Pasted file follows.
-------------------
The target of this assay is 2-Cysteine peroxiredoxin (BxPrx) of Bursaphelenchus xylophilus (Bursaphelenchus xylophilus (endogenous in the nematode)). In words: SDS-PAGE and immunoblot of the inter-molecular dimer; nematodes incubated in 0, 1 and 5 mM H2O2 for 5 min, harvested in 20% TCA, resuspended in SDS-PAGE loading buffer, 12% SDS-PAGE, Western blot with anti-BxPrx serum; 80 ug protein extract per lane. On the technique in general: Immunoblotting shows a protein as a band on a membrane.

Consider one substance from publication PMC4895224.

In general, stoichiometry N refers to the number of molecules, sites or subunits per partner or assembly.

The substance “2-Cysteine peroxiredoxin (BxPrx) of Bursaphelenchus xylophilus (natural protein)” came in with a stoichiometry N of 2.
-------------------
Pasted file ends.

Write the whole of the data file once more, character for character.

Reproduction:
The target of this assay is 2-Cysteine peroxiredoxin (BxPrx) of Bursaphelenchus xylophilus (Bursaphelenchus xylophilus (endogenous in the nematode)). In words: SDS-PAGE and immunoblot of the inter-molecular dimer; nematodes incubated in 0, 1 and 5 mM H2O2 for 5 min, harvested in 20% TCA, resuspended in SDS-PAGE loading buffer, 12% SDS-PAGE, Western blot with anti-BxPrx serum; 80 ug protein extract per lane. On the technique in general: Immunoblotting shows a protein as a band on a membrane.

Consider one substance from publication PMC4895224.

In general, stoichiometry N refers to the number of molecules, sites or subunits per partner or assembly.

The substance “2-Cysteine peroxiredoxin (BxPrx) of Bursaphelenchus xylophilus (natural protein)” came in with a stoichiometry N of 2.